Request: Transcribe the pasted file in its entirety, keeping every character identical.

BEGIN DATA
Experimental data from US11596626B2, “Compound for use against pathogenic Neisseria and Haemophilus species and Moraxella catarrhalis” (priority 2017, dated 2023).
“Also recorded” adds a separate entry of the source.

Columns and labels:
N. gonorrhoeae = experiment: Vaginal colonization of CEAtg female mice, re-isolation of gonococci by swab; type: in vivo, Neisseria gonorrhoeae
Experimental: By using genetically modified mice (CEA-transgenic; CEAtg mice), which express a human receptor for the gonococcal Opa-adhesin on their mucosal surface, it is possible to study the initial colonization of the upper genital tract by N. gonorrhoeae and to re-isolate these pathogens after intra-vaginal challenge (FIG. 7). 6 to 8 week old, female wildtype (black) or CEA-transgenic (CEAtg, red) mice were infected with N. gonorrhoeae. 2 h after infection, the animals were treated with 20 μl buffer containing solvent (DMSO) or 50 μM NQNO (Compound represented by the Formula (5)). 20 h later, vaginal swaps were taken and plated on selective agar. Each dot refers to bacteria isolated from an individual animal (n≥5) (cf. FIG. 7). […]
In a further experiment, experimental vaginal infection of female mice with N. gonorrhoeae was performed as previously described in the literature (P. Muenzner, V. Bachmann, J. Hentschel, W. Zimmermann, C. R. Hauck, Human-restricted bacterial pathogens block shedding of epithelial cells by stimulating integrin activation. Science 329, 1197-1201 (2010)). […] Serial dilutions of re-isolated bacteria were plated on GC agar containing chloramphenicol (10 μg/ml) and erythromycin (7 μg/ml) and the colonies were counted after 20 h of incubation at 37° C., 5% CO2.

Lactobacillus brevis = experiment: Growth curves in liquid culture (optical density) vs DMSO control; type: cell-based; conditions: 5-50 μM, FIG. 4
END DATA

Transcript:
Experimental data from US11596626B2, “Compound for use against pathogenic Neisseria and Haemophilus species and Moraxella catarrhalis” (priority 2017, dated 2023).
“Also recorded” adds a separate entry of the source.

Columns and labels:
N. gonorrhoeae = experiment: Vaginal colonization of CEAtg female mice, re-isolation of gonococci by swab; type: in vivo, Neisseria gonorrhoeae
Experimental: By using genetically modified mice (CEA-transgenic; CEAtg mice), which express a human receptor for the gonococcal Opa-adhesin on their mucosal surface, it is possible to study the initial colonization of the upper genital tract by N. gonorrhoeae and to re-isolate these pathogens after intra-vaginal challenge (FIG. 7). 6 to 8 week old, female wildtype (black) or CEA-transgenic (CEAtg, red) mice were infected with N. gonorrhoeae. 2 h after infection, the animals were treated with 20 μl buffer containing solvent (DMSO) or 50 μM NQNO (Compound represented by the Formula (5)). 20 h later, vaginal swaps were taken and plated on selective agar. Each dot refers to bacteria isolated from an individual animal (n≥5) (cf. FIG. 7). […]
In a further experiment, experimental vaginal infection of female mice with N. gonorrhoeae was performed as previously described in the literature (P. Muenzner, V. Bachmann, J. Hentschel, W. Zimmermann, C. R. Hauck, Human-restricted bacterial pathogens block shedding of epithelial cells by stimulating integrin activation. Science 329, 1197-1201 (2010)). […] Serial dilutions of re-isolated bacteria were plated on GC agar containing chloramphenicol (10 μg/ml) and erythromycin (7 μg/ml) and the colonies were counted after 20 h of incubation at 37° C., 5% CO2.

Lactobacillus brevis = experiment: Growth curves in liquid culture (optical density) vs DMSO control; type: cell-based; conditions: 5-50 μM, FIG. 4